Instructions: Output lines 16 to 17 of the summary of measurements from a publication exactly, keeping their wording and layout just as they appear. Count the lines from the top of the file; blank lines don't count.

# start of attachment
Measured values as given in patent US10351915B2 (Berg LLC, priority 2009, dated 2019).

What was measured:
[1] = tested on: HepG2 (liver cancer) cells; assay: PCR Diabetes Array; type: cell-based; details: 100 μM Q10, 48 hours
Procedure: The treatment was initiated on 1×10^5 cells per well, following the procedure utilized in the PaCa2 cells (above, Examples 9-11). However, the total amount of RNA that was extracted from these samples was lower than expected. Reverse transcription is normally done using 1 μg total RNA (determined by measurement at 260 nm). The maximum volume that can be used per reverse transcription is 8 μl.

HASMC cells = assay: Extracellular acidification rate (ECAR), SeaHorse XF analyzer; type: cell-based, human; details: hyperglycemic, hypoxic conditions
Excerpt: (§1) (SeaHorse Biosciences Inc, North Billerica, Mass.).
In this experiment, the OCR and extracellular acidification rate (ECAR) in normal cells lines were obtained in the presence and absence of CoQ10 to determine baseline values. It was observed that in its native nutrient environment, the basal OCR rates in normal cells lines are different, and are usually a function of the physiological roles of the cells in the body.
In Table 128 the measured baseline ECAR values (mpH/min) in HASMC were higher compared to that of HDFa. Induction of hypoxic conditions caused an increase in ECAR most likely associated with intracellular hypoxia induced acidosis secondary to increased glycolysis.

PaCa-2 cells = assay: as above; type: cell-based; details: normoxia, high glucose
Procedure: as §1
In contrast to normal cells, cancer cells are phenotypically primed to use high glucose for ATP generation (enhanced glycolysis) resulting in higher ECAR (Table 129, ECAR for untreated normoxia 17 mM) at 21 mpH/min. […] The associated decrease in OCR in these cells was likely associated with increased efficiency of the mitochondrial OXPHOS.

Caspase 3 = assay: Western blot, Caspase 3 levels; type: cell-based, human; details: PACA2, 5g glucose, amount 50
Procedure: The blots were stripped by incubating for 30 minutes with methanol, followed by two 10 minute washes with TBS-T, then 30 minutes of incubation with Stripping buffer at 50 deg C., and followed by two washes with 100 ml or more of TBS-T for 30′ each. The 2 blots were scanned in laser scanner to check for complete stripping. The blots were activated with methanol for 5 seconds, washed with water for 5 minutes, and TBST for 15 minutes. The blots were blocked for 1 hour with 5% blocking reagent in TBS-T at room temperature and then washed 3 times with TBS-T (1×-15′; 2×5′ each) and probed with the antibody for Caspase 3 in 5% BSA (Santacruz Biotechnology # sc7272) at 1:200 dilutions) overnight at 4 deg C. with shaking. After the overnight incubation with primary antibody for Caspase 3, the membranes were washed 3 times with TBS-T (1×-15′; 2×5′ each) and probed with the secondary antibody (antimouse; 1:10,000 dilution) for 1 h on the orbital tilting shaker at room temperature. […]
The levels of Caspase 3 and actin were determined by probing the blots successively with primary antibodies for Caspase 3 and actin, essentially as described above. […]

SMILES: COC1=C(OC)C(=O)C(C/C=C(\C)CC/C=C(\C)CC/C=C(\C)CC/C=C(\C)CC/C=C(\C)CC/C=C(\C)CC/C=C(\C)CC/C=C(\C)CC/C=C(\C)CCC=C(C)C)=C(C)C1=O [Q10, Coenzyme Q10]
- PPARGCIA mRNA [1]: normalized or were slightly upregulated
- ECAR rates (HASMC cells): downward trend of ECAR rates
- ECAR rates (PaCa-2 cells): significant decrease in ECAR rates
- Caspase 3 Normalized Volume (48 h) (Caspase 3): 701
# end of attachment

- PPARGCIA mRNA [1]: normalized or were slightly upregulated
- ECAR rates (HASMC cells): downward trend of ECAR rates